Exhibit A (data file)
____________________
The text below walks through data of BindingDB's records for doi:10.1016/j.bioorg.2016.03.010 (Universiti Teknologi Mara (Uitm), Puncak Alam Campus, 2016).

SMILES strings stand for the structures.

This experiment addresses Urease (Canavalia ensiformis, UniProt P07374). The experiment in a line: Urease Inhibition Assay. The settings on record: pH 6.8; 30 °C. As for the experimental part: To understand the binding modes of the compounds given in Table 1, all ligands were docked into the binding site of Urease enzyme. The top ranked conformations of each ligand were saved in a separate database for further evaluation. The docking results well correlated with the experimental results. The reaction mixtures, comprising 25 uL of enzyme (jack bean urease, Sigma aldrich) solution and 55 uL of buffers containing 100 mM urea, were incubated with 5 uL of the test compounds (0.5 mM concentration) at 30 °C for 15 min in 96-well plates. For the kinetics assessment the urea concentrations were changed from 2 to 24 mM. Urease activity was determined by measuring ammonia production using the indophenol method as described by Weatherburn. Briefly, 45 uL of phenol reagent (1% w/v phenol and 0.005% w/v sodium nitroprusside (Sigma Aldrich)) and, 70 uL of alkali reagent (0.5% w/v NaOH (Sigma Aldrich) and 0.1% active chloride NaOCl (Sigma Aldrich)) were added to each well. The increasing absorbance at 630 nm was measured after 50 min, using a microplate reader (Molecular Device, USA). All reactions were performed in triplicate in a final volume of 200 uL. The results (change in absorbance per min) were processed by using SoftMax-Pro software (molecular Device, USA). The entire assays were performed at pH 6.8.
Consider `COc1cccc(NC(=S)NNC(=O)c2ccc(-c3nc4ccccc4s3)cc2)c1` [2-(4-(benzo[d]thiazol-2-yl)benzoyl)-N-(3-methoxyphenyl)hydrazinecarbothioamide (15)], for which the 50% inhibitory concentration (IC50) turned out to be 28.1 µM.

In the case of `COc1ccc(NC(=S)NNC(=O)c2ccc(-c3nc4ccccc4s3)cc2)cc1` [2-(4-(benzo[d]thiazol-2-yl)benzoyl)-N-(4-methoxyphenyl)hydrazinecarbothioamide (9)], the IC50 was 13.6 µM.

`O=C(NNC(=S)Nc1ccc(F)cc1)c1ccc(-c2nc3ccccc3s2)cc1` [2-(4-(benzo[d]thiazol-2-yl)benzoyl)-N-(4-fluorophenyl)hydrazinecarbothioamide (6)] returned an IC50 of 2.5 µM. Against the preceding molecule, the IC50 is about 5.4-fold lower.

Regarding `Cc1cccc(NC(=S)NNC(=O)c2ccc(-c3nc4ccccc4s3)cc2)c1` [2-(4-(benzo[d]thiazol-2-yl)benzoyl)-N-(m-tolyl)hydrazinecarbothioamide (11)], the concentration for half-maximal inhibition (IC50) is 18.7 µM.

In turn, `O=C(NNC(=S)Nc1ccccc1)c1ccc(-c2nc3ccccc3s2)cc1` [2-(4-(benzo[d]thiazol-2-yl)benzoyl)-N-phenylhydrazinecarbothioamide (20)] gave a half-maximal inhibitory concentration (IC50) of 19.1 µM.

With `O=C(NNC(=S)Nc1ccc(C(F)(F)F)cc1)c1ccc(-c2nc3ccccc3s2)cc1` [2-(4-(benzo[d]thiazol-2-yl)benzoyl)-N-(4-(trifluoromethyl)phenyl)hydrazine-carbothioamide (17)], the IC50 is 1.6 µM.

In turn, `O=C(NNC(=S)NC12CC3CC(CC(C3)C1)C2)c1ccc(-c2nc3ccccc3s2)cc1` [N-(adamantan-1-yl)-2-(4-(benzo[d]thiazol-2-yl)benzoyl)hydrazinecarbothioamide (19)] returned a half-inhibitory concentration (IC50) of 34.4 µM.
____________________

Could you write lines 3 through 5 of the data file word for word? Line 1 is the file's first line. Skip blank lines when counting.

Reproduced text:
This experiment addresses Urease (Canavalia ensiformis, UniProt P07374). The experiment in a line: Urease Inhibition Assay. The settings on record: pH 6.8; 30 °C. As for the experimental part: To understand the binding modes of the compounds given in Table 1, all ligands were docked into the binding site of Urease enzyme. The top ranked conformations of each ligand were saved in a separate database for further evaluation. The docking results well correlated with the experimental results. The reaction mixtures, comprising 25 uL of enzyme (jack bean urease, Sigma aldrich) solution and 55 uL of buffers containing 100 mM urea, were incubated with 5 uL of the test compounds (0.5 mM concentration) at 30 °C for 15 min in 96-well plates. For the kinetics assessment the urea concentrations were changed from 2 to 24 mM. Urease activity was determined by measuring ammonia production using the indophenol method as described by Weatherburn. Briefly, 45 uL of phenol reagent (1% w/v phenol and 0.005% w/v sodium nitroprusside (Sigma Aldrich)) and, 70 uL of alkali reagent (0.5% w/v NaOH (Sigma Aldrich) and 0.1% active chloride NaOCl (Sigma Aldrich)) were added to each well. The increasing absorbance at 630 nm was measured after 50 min, using a microplate reader (Molecular Device, USA). All reactions were performed in triplicate in a final volume of 200 uL. The results (change in absorbance per min) were processed by using SoftMax-Pro software (molecular Device, USA). The entire assays were performed at pH 6.8.
Consider `COc1cccc(NC(=S)NNC(=O)c2ccc(-c3nc4ccccc4s3)cc2)c1` [2-(4-(benzo[d]thiazol-2-yl)benzoyl)-N-(3-methoxyphenyl)hydrazinecarbothioamide (15)], for which the 50% inhibitory concentration (IC50) turned out to be 28.1 µM.

In the case of `COc1ccc(NC(=S)NNC(=O)c2ccc(-c3nc4ccccc4s3)cc2)cc1` [2-(4-(benzo[d]thiazol-2-yl)benzoyl)-N-(4-methoxyphenyl)hydrazinecarbothioamide (9)], the IC50 was 13.6 µM.